The interstates and the city: an examination of interstate highways and the perception of slum clearance in American cities

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University of Delaware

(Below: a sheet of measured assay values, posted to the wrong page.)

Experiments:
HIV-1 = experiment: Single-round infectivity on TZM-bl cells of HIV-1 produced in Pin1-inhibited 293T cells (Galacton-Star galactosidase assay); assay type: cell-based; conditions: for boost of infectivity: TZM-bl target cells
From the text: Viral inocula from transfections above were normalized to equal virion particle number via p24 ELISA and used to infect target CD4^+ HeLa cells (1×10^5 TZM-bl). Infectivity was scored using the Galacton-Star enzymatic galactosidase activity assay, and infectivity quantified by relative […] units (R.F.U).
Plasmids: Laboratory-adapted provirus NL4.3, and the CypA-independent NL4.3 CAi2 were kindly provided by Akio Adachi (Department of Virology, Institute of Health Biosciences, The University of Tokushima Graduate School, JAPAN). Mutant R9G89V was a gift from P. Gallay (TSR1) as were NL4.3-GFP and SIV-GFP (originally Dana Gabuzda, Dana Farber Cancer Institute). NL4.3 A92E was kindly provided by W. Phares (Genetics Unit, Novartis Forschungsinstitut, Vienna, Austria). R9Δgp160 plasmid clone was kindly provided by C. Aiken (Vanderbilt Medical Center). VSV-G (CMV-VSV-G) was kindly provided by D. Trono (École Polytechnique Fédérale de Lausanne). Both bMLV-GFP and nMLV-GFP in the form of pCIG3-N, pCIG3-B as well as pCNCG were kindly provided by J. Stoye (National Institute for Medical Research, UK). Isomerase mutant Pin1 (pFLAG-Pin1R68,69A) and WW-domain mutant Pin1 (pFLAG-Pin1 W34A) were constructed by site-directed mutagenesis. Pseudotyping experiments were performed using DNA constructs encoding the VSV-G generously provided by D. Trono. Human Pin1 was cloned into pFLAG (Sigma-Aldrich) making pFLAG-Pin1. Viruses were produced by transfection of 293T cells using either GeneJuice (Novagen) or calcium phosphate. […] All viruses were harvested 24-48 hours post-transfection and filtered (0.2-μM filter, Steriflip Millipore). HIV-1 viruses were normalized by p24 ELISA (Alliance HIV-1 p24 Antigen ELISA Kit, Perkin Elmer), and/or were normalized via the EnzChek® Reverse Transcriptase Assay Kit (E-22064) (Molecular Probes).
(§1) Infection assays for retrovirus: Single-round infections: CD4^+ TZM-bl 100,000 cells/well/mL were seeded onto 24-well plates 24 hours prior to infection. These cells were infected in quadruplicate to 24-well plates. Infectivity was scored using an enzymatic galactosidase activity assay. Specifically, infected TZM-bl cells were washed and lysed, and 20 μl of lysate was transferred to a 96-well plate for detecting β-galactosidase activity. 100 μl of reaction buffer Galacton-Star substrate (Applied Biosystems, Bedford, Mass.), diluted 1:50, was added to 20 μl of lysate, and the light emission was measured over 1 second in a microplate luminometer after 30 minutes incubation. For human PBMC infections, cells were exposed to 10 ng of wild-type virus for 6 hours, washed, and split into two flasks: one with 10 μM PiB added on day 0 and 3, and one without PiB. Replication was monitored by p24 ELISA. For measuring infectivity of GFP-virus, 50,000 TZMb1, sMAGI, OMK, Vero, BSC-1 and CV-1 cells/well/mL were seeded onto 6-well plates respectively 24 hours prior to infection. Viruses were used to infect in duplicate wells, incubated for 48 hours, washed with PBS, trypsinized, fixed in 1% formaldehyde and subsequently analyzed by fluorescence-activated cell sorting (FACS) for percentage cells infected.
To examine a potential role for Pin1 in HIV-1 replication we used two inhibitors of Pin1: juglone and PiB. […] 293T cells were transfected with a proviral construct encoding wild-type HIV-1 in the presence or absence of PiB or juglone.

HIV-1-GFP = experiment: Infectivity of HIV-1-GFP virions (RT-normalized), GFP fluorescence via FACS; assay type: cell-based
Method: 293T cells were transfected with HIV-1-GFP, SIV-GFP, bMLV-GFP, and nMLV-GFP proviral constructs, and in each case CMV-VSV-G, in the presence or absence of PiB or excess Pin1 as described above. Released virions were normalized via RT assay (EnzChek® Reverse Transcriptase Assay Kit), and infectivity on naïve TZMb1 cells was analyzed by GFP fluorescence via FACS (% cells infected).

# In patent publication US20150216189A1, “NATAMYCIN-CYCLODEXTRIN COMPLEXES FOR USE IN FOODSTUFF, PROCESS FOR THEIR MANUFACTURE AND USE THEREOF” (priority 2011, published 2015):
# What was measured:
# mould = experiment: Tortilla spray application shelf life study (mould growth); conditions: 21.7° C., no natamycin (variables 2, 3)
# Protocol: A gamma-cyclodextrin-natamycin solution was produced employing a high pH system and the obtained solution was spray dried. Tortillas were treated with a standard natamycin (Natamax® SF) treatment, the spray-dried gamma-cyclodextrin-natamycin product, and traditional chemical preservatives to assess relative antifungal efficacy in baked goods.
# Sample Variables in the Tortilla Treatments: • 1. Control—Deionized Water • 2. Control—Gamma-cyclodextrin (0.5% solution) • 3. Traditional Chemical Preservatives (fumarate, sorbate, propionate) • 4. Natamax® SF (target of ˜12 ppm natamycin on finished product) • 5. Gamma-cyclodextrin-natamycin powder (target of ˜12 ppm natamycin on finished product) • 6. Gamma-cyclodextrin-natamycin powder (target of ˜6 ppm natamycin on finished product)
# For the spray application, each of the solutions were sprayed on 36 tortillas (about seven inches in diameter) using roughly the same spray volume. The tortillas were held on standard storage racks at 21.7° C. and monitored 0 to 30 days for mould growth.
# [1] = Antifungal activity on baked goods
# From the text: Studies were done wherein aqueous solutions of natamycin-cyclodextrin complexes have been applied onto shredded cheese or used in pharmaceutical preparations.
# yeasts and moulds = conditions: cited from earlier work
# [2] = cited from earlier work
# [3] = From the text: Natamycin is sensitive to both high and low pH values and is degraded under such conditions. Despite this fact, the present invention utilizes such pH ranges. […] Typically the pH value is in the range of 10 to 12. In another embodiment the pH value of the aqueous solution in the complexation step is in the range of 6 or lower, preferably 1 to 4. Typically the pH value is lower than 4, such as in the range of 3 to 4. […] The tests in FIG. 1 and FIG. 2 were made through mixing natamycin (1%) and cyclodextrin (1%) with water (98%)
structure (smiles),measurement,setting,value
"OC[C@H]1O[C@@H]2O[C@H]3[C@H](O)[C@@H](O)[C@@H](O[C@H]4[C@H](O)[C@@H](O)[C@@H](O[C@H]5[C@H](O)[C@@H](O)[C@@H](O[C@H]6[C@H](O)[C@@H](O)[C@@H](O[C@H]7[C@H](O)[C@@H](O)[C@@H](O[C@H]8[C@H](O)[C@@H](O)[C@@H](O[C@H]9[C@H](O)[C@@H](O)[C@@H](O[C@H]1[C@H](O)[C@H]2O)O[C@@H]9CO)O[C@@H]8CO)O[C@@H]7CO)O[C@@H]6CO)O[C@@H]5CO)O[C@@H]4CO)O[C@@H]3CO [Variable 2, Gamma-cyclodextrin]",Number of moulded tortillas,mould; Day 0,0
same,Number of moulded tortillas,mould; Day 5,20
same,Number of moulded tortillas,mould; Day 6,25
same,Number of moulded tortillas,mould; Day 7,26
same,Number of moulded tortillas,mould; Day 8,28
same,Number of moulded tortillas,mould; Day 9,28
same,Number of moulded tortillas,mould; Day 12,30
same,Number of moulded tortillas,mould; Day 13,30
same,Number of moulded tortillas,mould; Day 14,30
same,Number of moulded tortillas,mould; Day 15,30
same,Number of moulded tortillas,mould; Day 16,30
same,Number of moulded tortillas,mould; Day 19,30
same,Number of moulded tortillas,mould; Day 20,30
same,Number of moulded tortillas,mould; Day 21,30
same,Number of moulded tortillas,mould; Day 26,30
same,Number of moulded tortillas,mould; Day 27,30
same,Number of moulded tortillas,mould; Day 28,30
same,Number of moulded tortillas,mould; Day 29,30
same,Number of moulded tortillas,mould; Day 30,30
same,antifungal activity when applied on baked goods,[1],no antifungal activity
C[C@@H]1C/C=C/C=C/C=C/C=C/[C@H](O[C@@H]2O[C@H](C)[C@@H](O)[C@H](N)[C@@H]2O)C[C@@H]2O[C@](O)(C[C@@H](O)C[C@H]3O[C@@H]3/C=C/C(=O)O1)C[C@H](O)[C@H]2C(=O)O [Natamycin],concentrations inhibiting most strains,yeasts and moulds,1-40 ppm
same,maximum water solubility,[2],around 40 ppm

The following paper looks at the way in which interstate highways in five eastern-American cities were used to displace inner city residents under the guide of slum-clearance and urban renewal. The paper uses 1950 census data to examine these five areas across several variables in establishing whether they were in fact slums. This is done to determine the validity of slum clearance and urban renewal as the justification for the destruction of homes and communities for the purposes of highway construction. The paper also examines the cost-reduction logic of interstate highway construction as well as the ethical standards of engineers as practitioners, in considering the legitimacy of routing interstates through the inner-city neighborhoods of downtown America in the first place.